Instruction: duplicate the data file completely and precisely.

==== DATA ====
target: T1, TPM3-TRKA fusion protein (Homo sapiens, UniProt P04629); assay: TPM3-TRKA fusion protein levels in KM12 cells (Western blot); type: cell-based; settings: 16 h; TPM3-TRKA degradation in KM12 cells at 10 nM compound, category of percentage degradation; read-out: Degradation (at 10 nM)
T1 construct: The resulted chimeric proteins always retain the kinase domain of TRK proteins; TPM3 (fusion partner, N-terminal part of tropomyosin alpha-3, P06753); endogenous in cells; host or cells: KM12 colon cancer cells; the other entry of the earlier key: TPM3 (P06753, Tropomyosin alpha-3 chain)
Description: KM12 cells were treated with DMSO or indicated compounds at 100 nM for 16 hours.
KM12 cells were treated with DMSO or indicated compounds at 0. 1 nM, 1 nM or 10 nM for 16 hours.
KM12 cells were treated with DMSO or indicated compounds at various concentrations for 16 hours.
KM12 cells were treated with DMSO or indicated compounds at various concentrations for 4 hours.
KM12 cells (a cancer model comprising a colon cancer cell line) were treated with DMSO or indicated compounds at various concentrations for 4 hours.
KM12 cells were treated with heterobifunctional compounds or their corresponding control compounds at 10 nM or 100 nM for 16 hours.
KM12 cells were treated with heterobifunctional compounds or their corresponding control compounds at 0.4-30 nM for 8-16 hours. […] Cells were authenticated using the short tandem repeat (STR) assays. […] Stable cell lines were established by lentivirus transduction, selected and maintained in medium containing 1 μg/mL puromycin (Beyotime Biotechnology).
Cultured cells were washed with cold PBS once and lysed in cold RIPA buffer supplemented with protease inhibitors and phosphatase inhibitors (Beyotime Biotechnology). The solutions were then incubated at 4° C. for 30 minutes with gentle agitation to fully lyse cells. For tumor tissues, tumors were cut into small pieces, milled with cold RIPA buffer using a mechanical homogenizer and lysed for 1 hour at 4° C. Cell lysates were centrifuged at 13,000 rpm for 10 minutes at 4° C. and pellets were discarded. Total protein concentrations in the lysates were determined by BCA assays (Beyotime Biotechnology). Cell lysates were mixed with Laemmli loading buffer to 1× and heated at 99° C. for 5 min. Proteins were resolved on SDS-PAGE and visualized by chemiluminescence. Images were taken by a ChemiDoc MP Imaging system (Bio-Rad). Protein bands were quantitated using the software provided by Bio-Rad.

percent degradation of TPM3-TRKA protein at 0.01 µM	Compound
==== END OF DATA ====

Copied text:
target: T1, TPM3-TRKA fusion protein (Homo sapiens, UniProt P04629); assay: TPM3-TRKA fusion protein levels in KM12 cells (Western blot); type: cell-based; settings: 16 h; TPM3-TRKA degradation in KM12 cells at 10 nM compound, category of percentage degradation; read-out: Degradation (at 10 nM)
T1 construct: The resulted chimeric proteins always retain the kinase domain of TRK proteins; TPM3 (fusion partner, N-terminal part of tropomyosin alpha-3, P06753); endogenous in cells; host or cells: KM12 colon cancer cells; the other entry of the earlier key: TPM3 (P06753, Tropomyosin alpha-3 chain)
Description: KM12 cells were treated with DMSO or indicated compounds at 100 nM for 16 hours.
KM12 cells were treated with DMSO or indicated compounds at 0. 1 nM, 1 nM or 10 nM for 16 hours.
KM12 cells were treated with DMSO or indicated compounds at various concentrations for 16 hours.
KM12 cells were treated with DMSO or indicated compounds at various concentrations for 4 hours.
KM12 cells (a cancer model comprising a colon cancer cell line) were treated with DMSO or indicated compounds at various concentrations for 4 hours.
KM12 cells were treated with heterobifunctional compounds or their corresponding control compounds at 10 nM or 100 nM for 16 hours.
KM12 cells were treated with heterobifunctional compounds or their corresponding control compounds at 0.4-30 nM for 8-16 hours. […] Cells were authenticated using the short tandem repeat (STR) assays. […] Stable cell lines were established by lentivirus transduction, selected and maintained in medium containing 1 μg/mL puromycin (Beyotime Biotechnology).
Cultured cells were washed with cold PBS once and lysed in cold RIPA buffer supplemented with protease inhibitors and phosphatase inhibitors (Beyotime Biotechnology). The solutions were then incubated at 4° C. for 30 minutes with gentle agitation to fully lyse cells. For tumor tissues, tumors were cut into small pieces, milled with cold RIPA buffer using a mechanical homogenizer and lysed for 1 hour at 4° C. Cell lysates were centrifuged at 13,000 rpm for 10 minutes at 4° C. and pellets were discarded. Total protein concentrations in the lysates were determined by BCA assays (Beyotime Biotechnology). Cell lysates were mixed with Laemmli loading buffer to 1× and heated at 99° C. for 5 min. Proteins were resolved on SDS-PAGE and visualized by chemiluminescence. Images were taken by a ChemiDoc MP Imaging system (Bio-Rad). Protein bands were quantitated using the software provided by Bio-Rad.

percent degradation of TPM3-TRKA protein at 0.01 µM	Compound